Also known as tinea pedis, athlete’s foot is a fungal infection of the foot. The fungi associated with this condition grow in warm, damp places and live on dead tissue surrounding the toenails, hair and outer layers of the skin. There are three different types of athlete’s foot. Interdigital athlete’s foot is the most common form, occurring between the smallest two toes and occasionally spreading to the sole. Moccasin athlete’s foot begins on the sole of the foot and spreads to the side of the foot. Vesicular athlete’s foot is the least common type and presents itself as blisters on the bottom of the foot.
Ringworm, also known as tinea corporis, is a fungal skin infection. While this condition is most common in children, it can affect people of all ages, as well as pets. Ringworm grows in warm, moist areas such as swimming pools and locker rooms. Individuals typically catch ringworm through contact with people, pets or items contaminated with the fungus. Ringworm can appear anywhere on the body.
Treatment for athlete’s foot varies depending on the severity of the condition. Regardless of the severity, the feet must stay clean and dry to prevent the growth of additional fungi. Mild cases of athlete’s foot are often treated with topical medications, while oral medications may be necessary for more severe cases.
Most cases of ringworm can be treated with over-the-counter creams. Persistent cases may require prescription pills to clear the infection. Patients being treated for ringworm can continue day-to-day activities with no limitations. The exact course of treatment depends on each patient’s individual condition and medical history.
Symptoms of athlete’s foot include itching, burning, peeling, redness, blistering and/or cracking of the skin on the feet. Patients experiencing these symptoms should contact their dermatologist to ensure that proper care is received.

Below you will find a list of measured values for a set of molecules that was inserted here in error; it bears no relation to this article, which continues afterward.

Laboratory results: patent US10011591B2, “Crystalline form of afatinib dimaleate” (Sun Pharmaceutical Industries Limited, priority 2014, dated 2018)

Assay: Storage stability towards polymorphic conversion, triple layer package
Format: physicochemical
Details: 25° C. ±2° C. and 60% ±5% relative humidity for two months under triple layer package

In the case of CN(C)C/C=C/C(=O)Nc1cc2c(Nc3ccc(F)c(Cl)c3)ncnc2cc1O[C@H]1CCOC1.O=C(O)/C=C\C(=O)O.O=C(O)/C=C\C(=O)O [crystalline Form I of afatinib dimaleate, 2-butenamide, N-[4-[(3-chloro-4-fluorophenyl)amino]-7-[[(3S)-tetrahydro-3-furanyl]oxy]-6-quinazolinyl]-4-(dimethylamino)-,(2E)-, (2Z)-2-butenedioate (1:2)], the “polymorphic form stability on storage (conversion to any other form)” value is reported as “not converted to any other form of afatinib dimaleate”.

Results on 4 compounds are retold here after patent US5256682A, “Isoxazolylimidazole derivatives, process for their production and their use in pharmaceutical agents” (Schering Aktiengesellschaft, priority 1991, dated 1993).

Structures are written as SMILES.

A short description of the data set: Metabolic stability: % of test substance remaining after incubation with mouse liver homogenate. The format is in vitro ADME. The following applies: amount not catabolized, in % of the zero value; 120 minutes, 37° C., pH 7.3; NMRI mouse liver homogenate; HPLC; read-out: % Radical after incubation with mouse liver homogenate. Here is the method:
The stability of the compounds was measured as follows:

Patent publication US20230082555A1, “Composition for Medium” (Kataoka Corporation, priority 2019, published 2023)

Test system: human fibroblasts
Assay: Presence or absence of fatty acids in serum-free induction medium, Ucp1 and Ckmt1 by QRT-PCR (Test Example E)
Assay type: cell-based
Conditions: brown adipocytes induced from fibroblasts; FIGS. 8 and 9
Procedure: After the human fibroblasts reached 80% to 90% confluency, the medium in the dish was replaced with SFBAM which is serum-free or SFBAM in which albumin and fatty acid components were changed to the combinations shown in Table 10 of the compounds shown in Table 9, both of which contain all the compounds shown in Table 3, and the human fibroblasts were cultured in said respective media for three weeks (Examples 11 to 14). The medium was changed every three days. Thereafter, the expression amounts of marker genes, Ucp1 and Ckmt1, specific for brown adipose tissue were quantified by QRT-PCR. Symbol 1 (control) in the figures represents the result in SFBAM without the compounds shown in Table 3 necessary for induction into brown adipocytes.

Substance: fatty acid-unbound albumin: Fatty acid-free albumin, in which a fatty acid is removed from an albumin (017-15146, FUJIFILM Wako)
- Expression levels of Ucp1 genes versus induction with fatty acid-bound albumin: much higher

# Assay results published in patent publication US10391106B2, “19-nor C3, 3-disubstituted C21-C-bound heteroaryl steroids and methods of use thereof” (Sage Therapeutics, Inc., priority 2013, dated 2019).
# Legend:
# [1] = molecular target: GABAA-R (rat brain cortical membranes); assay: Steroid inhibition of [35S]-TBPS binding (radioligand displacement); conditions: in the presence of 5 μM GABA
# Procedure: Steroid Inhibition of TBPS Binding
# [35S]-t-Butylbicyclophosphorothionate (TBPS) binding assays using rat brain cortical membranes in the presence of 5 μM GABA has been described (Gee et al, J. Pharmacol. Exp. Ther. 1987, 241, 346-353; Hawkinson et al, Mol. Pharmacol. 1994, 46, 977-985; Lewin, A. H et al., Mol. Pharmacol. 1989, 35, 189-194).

Ringworm typically causes a red, itchy rash. Despite its name, ringworm does not always present itself as rings. If you think you have signs of a rash, contact your dermatologist.
To diagnose athlete’s foot, your dermatologist will take a scraping of skin from the affected area and examine it under a microscope. This will determine whether a fungal infection is causing your symptoms
To diagnose ringworm, your dermatologist will take a scraping of the rash and examine it under a microscope. This will determine whether ringworm is causing your red, itchy skin.
Athlete’s foot (tinea pedis) is caused by different fungi, including species of trichophyton, epidermophyton, and microsporum. You can get athlete’s foot when you come in contact with these fungi in a public shower, swimming pool, gym, or any other place where you go barefoot. Using slippers or other ventilating footwear is recommended to prevent athlete’s foot. In addition, it is recommended to refrain from sharing towels or socks with someone else. Furthermore, make sure you wash your towels and socks at a high temperature.
Fungi grow, multiply and contaminate the skin under conditions that are favorable to them.
There are 4 factors that can contribute to getting athlete’s foot:
The fungal infection of the foot tinea pedis is also called athlete’s foot. This term is used because it affects people with sweaty, damp feet, which is typical of athletes. However, doing sports does not necessarily increase the risk of getting athlete’s foot. Anyone can get athlete’s foot (tinea pedis) and you can prevent it by taking the right precautions.
Athlete’s foot usually starts between the toes or at the bottom of your feet. It gives an itchy, burning feeling and the skin may look red, blistered and crack open. As with all conditions, the right time to see a doctor for athlete’s foot is when you first notice symptoms. At an early stage, it may be treated with a topical cream, however, at a more advanced stage, oral medication could be more effective. A specialized dermatologist can recommend the most effective treatment for your case.
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